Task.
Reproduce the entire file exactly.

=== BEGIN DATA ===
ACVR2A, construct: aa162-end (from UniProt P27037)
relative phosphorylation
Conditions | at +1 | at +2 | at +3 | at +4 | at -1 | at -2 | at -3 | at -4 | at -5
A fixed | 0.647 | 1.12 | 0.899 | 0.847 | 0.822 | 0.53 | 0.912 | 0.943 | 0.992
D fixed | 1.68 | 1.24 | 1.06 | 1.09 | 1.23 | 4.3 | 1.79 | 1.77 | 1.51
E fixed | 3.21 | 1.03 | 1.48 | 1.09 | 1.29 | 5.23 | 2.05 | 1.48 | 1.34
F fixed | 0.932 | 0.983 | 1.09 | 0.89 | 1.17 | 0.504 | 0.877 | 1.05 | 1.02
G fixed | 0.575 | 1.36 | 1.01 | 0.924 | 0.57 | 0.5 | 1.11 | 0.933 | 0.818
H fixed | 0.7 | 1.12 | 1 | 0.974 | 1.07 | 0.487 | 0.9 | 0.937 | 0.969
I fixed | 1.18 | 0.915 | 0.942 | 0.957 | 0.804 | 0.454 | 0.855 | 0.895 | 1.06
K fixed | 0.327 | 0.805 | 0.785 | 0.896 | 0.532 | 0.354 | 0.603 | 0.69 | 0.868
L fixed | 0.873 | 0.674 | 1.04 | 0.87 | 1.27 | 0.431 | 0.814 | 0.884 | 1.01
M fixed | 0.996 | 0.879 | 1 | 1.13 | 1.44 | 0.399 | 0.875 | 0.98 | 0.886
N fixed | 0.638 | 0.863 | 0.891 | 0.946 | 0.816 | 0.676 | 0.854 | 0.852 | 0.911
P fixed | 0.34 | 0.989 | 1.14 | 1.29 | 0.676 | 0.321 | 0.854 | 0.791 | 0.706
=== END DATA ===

ACVR2A, construct: aa162-end (from UniProt P27037)
relative phosphorylation
Conditions | at +1 | at +2 | at +3 | at +4 | at -1 | at -2 | at -3 | at -4 | at -5
A fixed | 0.647 | 1.12 | 0.899 | 0.847 | 0.822 | 0.53 | 0.912 | 0.943 | 0.992
D fixed | 1.68 | 1.24 | 1.06 | 1.09 | 1.23 | 4.3 | 1.79 | 1.77 | 1.51
E fixed | 3.21 | 1.03 | 1.48 | 1.09 | 1.29 | 5.23 | 2.05 | 1.48 | 1.34
F fixed | 0.932 | 0.983 | 1.09 | 0.89 | 1.17 | 0.504 | 0.877 | 1.05 | 1.02
G fixed | 0.575 | 1.36 | 1.01 | 0.924 | 0.57 | 0.5 | 1.11 | 0.933 | 0.818
H fixed | 0.7 | 1.12 | 1 | 0.974 | 1.07 | 0.487 | 0.9 | 0.937 | 0.969
I fixed | 1.18 | 0.915 | 0.942 | 0.957 | 0.804 | 0.454 | 0.855 | 0.895 | 1.06
K fixed | 0.327 | 0.805 | 0.785 | 0.896 | 0.532 | 0.354 | 0.603 | 0.69 | 0.868
L fixed | 0.873 | 0.674 | 1.04 | 0.87 | 1.27 | 0.431 | 0.814 | 0.884 | 1.01
M fixed | 0.996 | 0.879 | 1 | 1.13 | 1.44 | 0.399 | 0.875 | 0.98 | 0.886
N fixed | 0.638 | 0.863 | 0.891 | 0.946 | 0.816 | 0.676 | 0.854 | 0.852 | 0.911
P fixed | 0.34 | 0.989 | 1.14 | 1.29 | 0.676 | 0.321 | 0.854 | 0.791 | 0.706